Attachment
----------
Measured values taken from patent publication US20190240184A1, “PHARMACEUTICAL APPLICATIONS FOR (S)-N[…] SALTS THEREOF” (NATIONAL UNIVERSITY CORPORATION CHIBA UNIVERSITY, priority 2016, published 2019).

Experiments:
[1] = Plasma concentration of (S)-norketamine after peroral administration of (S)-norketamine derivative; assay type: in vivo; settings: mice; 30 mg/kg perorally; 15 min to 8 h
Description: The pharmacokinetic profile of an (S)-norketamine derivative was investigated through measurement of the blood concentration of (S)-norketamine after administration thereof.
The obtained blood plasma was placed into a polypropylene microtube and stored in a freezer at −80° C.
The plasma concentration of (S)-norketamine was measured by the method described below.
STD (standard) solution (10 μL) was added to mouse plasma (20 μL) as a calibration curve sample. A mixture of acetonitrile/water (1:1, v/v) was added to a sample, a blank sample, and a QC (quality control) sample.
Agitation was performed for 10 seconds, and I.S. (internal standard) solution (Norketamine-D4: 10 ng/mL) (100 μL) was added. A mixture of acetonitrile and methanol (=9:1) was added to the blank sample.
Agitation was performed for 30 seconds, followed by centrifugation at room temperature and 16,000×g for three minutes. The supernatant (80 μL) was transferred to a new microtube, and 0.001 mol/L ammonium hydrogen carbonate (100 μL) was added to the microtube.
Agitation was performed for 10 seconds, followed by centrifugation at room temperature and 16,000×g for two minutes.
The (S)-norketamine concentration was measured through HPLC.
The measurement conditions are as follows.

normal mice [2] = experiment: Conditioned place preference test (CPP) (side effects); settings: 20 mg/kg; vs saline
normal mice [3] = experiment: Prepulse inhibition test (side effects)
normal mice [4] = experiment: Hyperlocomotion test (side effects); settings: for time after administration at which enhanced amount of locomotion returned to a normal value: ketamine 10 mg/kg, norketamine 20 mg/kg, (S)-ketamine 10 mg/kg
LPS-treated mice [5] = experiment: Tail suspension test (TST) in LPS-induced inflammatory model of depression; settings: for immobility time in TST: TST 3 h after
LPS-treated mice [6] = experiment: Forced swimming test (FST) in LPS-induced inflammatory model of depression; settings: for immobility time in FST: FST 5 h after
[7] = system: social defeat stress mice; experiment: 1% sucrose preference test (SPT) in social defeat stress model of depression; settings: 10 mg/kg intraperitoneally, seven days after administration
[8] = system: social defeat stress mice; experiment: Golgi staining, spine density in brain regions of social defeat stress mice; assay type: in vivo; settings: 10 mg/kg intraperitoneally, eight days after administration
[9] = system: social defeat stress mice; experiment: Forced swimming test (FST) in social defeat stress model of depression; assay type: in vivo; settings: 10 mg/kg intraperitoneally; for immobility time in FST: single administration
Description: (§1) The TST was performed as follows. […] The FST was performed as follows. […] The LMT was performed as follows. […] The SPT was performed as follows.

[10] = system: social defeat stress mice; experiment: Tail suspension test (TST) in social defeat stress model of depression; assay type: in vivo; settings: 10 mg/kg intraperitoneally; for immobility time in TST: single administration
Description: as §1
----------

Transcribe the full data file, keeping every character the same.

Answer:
Measured values taken from patent publication US20190240184A1, “PHARMACEUTICAL APPLICATIONS FOR (S)-N[…] SALTS THEREOF” (NATIONAL UNIVERSITY CORPORATION CHIBA UNIVERSITY, priority 2016, published 2019).

Experiments:
[1] = Plasma concentration of (S)-norketamine after peroral administration of (S)-norketamine derivative; assay type: in vivo; settings: mice; 30 mg/kg perorally; 15 min to 8 h
Description: The pharmacokinetic profile of an (S)-norketamine derivative was investigated through measurement of the blood concentration of (S)-norketamine after administration thereof.
The obtained blood plasma was placed into a polypropylene microtube and stored in a freezer at −80° C.
The plasma concentration of (S)-norketamine was measured by the method described below.
STD (standard) solution (10 μL) was added to mouse plasma (20 μL) as a calibration curve sample. A mixture of acetonitrile/water (1:1, v/v) was added to a sample, a blank sample, and a QC (quality control) sample.
Agitation was performed for 10 seconds, and I.S. (internal standard) solution (Norketamine-D4: 10 ng/mL) (100 μL) was added. A mixture of acetonitrile and methanol (=9:1) was added to the blank sample.
Agitation was performed for 30 seconds, followed by centrifugation at room temperature and 16,000×g for three minutes. The supernatant (80 μL) was transferred to a new microtube, and 0.001 mol/L ammonium hydrogen carbonate (100 μL) was added to the microtube.
Agitation was performed for 10 seconds, followed by centrifugation at room temperature and 16,000×g for two minutes.
The (S)-norketamine concentration was measured through HPLC.
The measurement conditions are as follows.

normal mice [2] = experiment: Conditioned place preference test (CPP) (side effects); settings: 20 mg/kg; vs saline
normal mice [3] = experiment: Prepulse inhibition test (side effects)
normal mice [4] = experiment: Hyperlocomotion test (side effects); settings: for time after administration at which enhanced amount of locomotion returned to a normal value: ketamine 10 mg/kg, norketamine 20 mg/kg, (S)-ketamine 10 mg/kg
LPS-treated mice [5] = experiment: Tail suspension test (TST) in LPS-induced inflammatory model of depression; settings: for immobility time in TST: TST 3 h after
LPS-treated mice [6] = experiment: Forced swimming test (FST) in LPS-induced inflammatory model of depression; settings: for immobility time in FST: FST 5 h after
[7] = system: social defeat stress mice; experiment: 1% sucrose preference test (SPT) in social defeat stress model of depression; settings: 10 mg/kg intraperitoneally, seven days after administration
[8] = system: social defeat stress mice; experiment: Golgi staining, spine density in brain regions of social defeat stress mice; assay type: in vivo; settings: 10 mg/kg intraperitoneally, eight days after administration
[9] = system: social defeat stress mice; experiment: Forced swimming test (FST) in social defeat stress model of depression; assay type: in vivo; settings: 10 mg/kg intraperitoneally; for immobility time in FST: single administration
Description: (§1) The TST was performed as follows. […] The FST was performed as follows. […] The LMT was performed as follows. […] The SPT was performed as follows.

[10] = system: social defeat stress mice; experiment: Tail suspension test (TST) in social defeat stress model of depression; assay type: in vivo; settings: 10 mg/kg intraperitoneally; for immobility time in TST: single administration
Description: as §1